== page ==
After I got back to my desk I felt emotionally destroyed. I had to escape to the bathroom where I suffered my first panic attack in over a year. I took it all so personally, truly believing that I would never be employed because all they saw was a mental case.

I knew I was not wanted here so I cleaned my desk out, knowing fine well I wouldn’t be coming back the next day. Instead I went to see my GP who recognised I was on the verge of losing all of the hard work I’d put in over the last 5 years. She told me never to go back and gave me a sick note to cover my notice. Sadly, it had a massive impact on my mental health and I became a recluse again for another 2 years.

That remains my only experience of being an employee. I tried to get other jobs, but every time I would go to submit an application I’d be overcome with a panic attack. My doctor would eventually diagnose me with a work phobia and its something I still have to this day. Thankfully, self-employment became a saving grace for me.

For a long time I would think about what kind of boss I would be, if I was ever in that position. I often think of Jack and his company. He strived to be seen as the best, to be seen as having the most devout employees, to be seen as having the best place to work and to be seen to have the best office culture in town. But it was all fake. You can’t make people love something just because you say so. It has to be born out of something you create together; out of something everyone believes in. I swore to myself that if I ever became a boss, it would be a real place to work. Real people, real emotions, real creativity, real dialogue!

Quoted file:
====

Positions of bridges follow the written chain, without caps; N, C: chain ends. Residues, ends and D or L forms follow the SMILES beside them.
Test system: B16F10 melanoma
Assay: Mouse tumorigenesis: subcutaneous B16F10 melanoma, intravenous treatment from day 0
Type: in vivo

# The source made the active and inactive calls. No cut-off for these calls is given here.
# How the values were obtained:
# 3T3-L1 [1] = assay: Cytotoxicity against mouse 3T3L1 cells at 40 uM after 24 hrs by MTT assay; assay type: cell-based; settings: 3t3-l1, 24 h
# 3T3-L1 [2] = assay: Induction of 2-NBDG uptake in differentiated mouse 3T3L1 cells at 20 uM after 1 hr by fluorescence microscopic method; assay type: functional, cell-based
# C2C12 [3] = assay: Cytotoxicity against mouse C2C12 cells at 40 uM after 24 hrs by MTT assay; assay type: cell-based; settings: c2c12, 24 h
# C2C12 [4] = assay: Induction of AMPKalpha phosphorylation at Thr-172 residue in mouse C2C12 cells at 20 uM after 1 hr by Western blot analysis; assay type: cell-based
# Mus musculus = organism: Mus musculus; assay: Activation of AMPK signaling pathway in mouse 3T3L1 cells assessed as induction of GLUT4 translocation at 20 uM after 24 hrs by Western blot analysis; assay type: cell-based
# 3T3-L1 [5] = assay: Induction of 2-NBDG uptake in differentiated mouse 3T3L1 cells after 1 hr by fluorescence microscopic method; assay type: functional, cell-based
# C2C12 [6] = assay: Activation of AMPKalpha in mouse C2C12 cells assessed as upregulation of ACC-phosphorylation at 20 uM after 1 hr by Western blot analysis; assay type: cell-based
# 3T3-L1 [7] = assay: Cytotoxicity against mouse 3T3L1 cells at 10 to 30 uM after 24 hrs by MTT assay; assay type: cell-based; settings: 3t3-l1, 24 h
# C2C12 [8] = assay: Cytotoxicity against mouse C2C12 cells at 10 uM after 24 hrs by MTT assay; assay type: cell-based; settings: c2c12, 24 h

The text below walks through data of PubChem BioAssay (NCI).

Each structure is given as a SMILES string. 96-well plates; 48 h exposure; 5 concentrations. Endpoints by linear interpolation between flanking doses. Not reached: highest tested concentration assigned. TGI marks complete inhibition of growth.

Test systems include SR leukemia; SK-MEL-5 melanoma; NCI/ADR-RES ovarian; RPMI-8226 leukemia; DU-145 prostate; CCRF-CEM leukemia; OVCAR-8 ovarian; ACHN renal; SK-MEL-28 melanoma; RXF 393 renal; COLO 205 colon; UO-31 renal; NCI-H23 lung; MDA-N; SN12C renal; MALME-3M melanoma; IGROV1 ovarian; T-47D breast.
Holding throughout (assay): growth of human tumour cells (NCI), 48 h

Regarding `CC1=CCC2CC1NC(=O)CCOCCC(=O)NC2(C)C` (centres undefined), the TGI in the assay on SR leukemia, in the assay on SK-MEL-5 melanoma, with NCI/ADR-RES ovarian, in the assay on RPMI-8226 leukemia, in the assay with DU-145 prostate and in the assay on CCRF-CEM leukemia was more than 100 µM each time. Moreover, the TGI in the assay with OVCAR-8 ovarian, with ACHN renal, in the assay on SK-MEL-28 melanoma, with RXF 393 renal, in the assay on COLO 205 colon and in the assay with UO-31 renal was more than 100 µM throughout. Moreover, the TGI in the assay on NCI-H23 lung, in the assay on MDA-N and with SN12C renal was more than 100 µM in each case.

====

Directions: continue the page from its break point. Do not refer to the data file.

I genuinely never thought that one day I could actually be an employer. Now it seems quite likely and it does scare me beyond belief. I don’t ever want to be a person who causes any type of anguish to another person. Because that is what an employee is above anything; a person. Someone with dreams, worries, ambition, ideas, creativity, sadness, secrets and complex emotions. I want to be the kind of person who nurtures every part of them and to not drive them on to a path which negatively affects their life for years to come.

I’ve started making notes about what kind of employer I want to be, what I want to offer and what I don’t want to have happen. Its my worst fear that someone will look back at me as being the dark shadow in their life. I keep being told by people who know me that I’m just not that kind of person and that experiences will have already forged out the type of employer I will be. But it is still something I am so aware of and think about more and more as the time comes closer.